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Kristin VanDeventer

The local painter, who opens a show on April 20, draws inspiration from daily life, the internet and books.
Monday Apr 07, 2008.     By Alicia Eler
Centerstage Chicago Nightlife City Guide Arts

Though she works by day at Kavi Gupta Gallery, don't brush Kristen VanDeventer off as a gallery assistant. When she's not mixing with some of the most talented artists in Chicago—like Danielle Gustafson-Sundell and Melanie Schiff—she's working on paintings at her West Side studio. Most interested in creating dialogues through the visual, VanDeventer uses a varied color palette to create mostly representational images inspired by everything, including daily life, the internet, images from books or even pictures that come to her while she's in the shower or lulling through a dream. In a nutshell, her paintings seem to act as subconscious realizations or reactions to things that we encounter everyday. On April 20, she opens a show at Roots & Culture Gallery with Carmen Price (it runs through May 17). We caught her via phone and chatted her up about her new, not-yet-finished body of work.

Tell me about your work and the upcoming show at Roots & Culture.
The show is going to be all painting, and the paintings that I'm making right now are pretty modest-sized work. They're all singular images that relate to each other and are sort of starting this subtle narrative, I think, like there'll be a silhouette of someone's face looking out, and another painting, for instance, is of an empty bedroom and the sheets are sort of ruffled up. So they're sort of all these images that, together, start a narrative, but then the way that they're painted is usually different depending on the image. Each has different colors, and the colors also relate to each other visually. Not that this is an installation, but everything is quite deliberate.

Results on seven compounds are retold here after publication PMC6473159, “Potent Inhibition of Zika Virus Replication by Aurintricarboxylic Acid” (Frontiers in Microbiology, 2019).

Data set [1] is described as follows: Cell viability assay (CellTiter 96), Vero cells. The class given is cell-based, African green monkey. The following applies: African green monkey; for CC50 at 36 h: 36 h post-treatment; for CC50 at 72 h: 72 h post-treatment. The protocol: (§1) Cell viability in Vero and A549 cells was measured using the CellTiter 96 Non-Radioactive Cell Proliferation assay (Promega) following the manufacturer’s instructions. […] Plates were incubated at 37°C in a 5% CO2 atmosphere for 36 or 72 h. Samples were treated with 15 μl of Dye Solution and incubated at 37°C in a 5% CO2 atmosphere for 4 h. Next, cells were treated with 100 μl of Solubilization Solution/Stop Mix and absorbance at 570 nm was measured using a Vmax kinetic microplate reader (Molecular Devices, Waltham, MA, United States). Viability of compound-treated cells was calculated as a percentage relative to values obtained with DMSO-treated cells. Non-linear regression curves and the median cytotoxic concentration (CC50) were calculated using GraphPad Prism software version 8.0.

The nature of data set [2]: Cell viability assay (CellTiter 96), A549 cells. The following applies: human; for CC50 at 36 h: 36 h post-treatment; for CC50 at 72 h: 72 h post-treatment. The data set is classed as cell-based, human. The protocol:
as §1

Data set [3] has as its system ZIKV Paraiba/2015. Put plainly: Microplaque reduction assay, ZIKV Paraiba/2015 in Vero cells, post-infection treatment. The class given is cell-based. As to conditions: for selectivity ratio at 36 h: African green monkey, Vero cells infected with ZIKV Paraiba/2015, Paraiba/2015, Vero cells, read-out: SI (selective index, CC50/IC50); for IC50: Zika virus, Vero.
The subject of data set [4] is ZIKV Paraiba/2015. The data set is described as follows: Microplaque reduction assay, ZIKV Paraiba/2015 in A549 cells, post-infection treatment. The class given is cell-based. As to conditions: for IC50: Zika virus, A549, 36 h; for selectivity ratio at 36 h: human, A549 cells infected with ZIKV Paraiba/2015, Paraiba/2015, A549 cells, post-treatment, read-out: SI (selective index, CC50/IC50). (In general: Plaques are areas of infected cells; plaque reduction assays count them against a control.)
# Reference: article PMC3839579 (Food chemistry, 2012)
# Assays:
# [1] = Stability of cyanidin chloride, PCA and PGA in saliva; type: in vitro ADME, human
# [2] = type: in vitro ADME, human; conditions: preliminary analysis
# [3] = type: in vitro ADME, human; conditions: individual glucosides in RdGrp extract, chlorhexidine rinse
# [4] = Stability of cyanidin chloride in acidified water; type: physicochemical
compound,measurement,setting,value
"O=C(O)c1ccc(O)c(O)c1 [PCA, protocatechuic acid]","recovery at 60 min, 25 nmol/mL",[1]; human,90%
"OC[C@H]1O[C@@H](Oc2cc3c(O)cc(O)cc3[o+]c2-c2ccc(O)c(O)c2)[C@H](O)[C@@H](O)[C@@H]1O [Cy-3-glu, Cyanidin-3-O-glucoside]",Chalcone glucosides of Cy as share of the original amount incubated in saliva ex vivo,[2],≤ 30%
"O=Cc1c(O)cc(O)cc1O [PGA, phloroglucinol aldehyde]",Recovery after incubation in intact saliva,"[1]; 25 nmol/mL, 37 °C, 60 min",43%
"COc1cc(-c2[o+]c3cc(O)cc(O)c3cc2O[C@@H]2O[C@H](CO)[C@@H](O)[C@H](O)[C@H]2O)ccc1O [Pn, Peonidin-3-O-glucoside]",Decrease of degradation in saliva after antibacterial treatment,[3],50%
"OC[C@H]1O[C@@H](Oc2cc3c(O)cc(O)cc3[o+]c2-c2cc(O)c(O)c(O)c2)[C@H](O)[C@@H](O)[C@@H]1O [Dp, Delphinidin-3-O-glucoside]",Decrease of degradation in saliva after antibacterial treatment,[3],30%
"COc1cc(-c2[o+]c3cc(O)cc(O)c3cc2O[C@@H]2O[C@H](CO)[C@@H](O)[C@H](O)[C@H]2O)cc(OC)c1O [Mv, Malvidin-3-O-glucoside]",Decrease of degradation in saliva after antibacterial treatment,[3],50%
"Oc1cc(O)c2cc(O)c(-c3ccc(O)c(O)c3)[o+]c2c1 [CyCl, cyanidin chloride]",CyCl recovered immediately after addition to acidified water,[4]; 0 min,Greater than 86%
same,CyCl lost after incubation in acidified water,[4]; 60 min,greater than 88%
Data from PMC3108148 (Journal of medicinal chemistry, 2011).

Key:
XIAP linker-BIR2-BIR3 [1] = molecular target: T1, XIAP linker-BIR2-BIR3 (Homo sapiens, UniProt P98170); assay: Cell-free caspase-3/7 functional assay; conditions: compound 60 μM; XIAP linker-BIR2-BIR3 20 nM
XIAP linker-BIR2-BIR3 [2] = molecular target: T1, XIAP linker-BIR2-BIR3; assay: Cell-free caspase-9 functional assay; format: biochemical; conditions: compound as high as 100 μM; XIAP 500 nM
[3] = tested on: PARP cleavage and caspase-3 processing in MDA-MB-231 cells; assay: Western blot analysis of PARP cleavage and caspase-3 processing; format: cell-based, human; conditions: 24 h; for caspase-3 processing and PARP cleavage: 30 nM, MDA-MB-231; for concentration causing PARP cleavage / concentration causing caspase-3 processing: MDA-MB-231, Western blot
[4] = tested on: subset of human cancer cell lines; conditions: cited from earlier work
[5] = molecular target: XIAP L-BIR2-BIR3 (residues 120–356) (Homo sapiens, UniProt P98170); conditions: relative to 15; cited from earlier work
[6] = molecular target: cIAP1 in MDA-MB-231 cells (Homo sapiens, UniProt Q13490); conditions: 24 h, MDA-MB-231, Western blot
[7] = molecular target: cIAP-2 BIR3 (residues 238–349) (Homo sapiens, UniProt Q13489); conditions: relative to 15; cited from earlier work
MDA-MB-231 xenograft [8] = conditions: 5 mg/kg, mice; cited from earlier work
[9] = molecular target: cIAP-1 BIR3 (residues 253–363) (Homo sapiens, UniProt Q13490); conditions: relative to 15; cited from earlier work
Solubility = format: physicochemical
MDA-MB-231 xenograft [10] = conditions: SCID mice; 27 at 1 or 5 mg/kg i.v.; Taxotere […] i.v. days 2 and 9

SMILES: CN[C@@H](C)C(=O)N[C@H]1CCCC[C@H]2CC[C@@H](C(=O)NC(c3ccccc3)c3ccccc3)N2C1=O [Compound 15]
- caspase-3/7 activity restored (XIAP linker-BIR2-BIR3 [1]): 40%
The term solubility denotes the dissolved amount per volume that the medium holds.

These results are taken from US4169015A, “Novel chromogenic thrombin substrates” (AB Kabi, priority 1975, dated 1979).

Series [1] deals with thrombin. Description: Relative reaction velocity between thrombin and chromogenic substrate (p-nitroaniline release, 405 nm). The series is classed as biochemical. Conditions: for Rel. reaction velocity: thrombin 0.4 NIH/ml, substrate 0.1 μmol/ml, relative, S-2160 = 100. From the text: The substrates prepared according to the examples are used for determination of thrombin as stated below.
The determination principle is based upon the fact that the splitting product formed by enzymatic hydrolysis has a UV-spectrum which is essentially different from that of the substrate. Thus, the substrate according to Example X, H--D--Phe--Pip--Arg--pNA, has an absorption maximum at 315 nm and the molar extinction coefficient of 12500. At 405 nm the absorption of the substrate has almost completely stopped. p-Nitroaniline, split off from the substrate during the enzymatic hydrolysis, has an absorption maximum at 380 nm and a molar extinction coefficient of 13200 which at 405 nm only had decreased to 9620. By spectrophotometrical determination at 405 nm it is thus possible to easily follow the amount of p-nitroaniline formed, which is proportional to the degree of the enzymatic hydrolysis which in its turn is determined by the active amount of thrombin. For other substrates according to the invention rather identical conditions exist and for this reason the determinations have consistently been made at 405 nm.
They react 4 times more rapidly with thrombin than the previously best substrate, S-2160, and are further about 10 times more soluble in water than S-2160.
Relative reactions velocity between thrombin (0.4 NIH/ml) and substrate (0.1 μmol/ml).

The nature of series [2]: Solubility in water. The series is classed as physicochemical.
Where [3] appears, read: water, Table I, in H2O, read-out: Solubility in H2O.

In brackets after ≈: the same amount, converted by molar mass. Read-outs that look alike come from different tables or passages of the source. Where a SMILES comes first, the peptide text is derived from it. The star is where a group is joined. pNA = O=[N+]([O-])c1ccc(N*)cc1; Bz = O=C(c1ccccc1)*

How do you think this works with Carmen's stuff?
There are definitely some relationships, but I think our work is very...his work does have a lot of narrative space, but I actually haven't seen his newest stuff so it's hard to say. But I know that Eric, the owner of the gallery, he's the one that cast the show together, so I'm sure he saw some sort of connections. We know each other and talk art together, but it's hard to say what the relationship is besides that; our work is really different, so I don't think it will be speaking to each other in a specific way.

So by day you work at Kavi Gupta. How do you think that may or may not influence your work?
I think it helps. At this point I've been working there so long, so it's just extremely helpful. My job requires me to look at images, tons of different artists, and think about how and why people make different objects and images. For me, it's pretty much a privilege to have a job like that—if you have to have a job. You have to work in a situation where you learn more about the commercial side of the business, but it's not a bad thing to know when you're an artist.

So if I were to come to your neighborhood, Ukrainian Village, where would you insist I visit?
It's strange because I just moved here. I lived on Logan Square in this one apartment for a really long time. Now I live on a main street, on Augusta, so it doesn't really feel like a neighborhood. I guess I would take you to Stella's because it's the closest bar. This Polish woman Stella owns the bar and she's really feisty. And she probably pours the stiffest drink in Chicago. She'll fill the glass up entirely with vodka, and then add a splash of tonic on top. It's ridiculous. If you order vodka and cranberry juice, it barely has a color.


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